Work permit rules tighten

The Cayman Islands Immigration Department will attempt to reduce the number of work permits issued to domestic helpers and construction workers in the coming months.


Mr. Manderson

According to Chief Immigration Officer Franz Manderson, those two groups of employees are most frequently granted full year or multi-year work permits for what amounts to part-time or temporary work.

‘We are seeing tremendous abuse in the area of domestic helpers,’ Mr. Manderson said. ‘We have received applications for domestic helpers to care for children and there are no children; to care for the sick and the people are not sick.

‘Many of those people are not employed in the capacity they say they are,’ he added. ‘The same applies to construction. We would like to know that a contract does exist and what are the start and end times for the contract.’

Mr. Manderson said the general goal for immigration is to head off problems when an individual first applies for the permit. Once a full work permit has been issued, tracking the individual’s employment can be more difficult.

‘We want everybody who has a work permit to be fully engaged,’ he said. ‘(If not) they have a lot of time on their hands, they work illegally and do other things.’

The work permit rules, which have admittedly not always been strictly enforced, will not prevent people from hiring domestics. However, Mr. Manderson said alternate methods, such as using a cleaning service or sharing a permit with other households could be used.

If someone sought a full work permit for a domestic who only came to clean their home on Sunday, it would simply not be approved.

‘We would say that (person) doesn’t have a genuine need to employ someone full time,’ Mr. Manderson said.

In the coming weeks, immigration officers will be checking with businesses and individuals that employ domestics and construction workers to update their employees’ status.

In cases where a domestic is caring for someone’s child, birth records for that child would have to be produced. In caring for the sick, a doctor’s note would be required save in cases where the individual cared for is elderly.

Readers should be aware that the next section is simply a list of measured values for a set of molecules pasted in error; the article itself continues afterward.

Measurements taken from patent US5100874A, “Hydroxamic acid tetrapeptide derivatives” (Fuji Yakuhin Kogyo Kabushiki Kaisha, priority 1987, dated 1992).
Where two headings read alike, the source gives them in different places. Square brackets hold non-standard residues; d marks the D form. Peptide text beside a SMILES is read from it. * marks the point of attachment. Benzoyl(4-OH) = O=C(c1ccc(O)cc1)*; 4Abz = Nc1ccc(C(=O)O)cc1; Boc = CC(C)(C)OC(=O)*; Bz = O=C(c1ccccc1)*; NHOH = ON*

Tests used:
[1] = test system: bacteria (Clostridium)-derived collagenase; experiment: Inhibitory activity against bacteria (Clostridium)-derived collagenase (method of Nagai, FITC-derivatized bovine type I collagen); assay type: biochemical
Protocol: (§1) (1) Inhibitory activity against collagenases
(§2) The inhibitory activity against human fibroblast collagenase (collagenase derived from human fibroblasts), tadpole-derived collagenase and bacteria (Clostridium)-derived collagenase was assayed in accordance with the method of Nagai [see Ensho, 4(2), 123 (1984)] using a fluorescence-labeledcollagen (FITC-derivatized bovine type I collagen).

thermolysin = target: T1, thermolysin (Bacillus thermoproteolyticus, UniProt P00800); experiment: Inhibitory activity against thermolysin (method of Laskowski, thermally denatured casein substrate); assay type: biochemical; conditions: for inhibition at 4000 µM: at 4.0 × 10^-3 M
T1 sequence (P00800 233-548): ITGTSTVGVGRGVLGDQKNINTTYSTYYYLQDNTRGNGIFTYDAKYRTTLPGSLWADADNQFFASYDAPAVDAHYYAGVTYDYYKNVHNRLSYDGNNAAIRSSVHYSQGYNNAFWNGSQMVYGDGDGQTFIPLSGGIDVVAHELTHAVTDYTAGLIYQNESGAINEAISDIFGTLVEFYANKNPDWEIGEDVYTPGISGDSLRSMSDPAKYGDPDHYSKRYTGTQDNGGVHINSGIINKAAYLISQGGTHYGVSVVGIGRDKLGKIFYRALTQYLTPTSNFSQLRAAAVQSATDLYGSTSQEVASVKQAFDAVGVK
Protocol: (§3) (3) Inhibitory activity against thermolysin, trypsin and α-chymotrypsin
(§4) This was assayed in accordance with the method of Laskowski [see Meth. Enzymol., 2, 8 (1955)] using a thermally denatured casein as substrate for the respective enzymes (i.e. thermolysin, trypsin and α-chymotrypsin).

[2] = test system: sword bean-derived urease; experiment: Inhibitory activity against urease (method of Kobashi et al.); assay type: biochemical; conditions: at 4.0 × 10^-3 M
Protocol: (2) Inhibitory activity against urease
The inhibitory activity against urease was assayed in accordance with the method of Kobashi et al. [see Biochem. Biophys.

There are also certain work permit advertising practices that Mr. Manderson said immigration officials would be focusing on in the next few weeks.

In some cases, companies may engage an immigration service to run their ads, and those ads are listed in the immigration service’s name. However, a Caymanian looking at the ad may believe it to be a temporary position and decline to apply.

‘But for all we know, (the immigration service) actually applies on behalf of another company for a full time job,’ Mr. Manderson said. ‘This may disenfranchise Caymanians. They should say whether this person is working for them, or someone else.’

Newly approved immigration regulations will also require any jobs posted in the classified section of a local newspaper to include some kind of salary range for the position, whether it is annual, monthly, weekly, daily, or hourly pay. Benefits for the job must also be listed.

For instance, if a restaurant waiter’s salary is $3.50 per hour any gratuities or other compensation they receive should be listed on the job posting as well. The precise amount of the tips would not have to be estimated or included.

Immigration officials will soon start turning away work permit applications if jobs are not advertised correctly, Mr. Manderson said.

Those permit applications can also be rejected out of hand if the company has not attempted to contact the Department of Employment Relations to determine whether there are any suitable Caymanians for the position. Companies that have contacted the DER and found no suitable applicants can receive a waiver letter to include with their permit applications.

‘Under the law, companies must use their best endeavours to find a Caymanian for the position,’ Mr. Manderson said.